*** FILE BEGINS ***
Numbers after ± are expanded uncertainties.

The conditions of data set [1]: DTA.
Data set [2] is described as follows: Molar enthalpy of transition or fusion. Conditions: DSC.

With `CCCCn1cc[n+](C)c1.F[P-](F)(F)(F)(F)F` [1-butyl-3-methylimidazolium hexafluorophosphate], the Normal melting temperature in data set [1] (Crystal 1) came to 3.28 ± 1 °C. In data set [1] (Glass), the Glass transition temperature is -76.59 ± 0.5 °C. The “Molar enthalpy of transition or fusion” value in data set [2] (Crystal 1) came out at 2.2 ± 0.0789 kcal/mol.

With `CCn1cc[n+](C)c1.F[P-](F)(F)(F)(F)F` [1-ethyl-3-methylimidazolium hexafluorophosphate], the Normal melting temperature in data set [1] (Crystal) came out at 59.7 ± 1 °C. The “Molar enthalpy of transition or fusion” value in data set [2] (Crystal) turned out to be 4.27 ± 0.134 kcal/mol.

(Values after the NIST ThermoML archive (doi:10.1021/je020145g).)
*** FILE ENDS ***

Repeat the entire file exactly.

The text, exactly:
Numbers after ± are expanded uncertainties.

The conditions of data set [1]: DTA.
Data set [2] is described as follows: Molar enthalpy of transition or fusion. Conditions: DSC.

With `CCCCn1cc[n+](C)c1.F[P-](F)(F)(F)(F)F` [1-butyl-3-methylimidazolium hexafluorophosphate], the Normal melting temperature in data set [1] (Crystal 1) came to 3.28 ± 1 °C. In data set [1] (Glass), the Glass transition temperature is -76.59 ± 0.5 °C. The “Molar enthalpy of transition or fusion” value in data set [2] (Crystal 1) came out at 2.2 ± 0.0789 kcal/mol.

With `CCn1cc[n+](C)c1.F[P-](F)(F)(F)(F)F` [1-ethyl-3-methylimidazolium hexafluorophosphate], the Normal melting temperature in data set [1] (Crystal) came out at 59.7 ± 1 °C. The “Molar enthalpy of transition or fusion” value in data set [2] (Crystal) turned out to be 4.27 ± 0.134 kcal/mol.

(Values after the NIST ThermoML archive (doi:10.1021/je020145g).)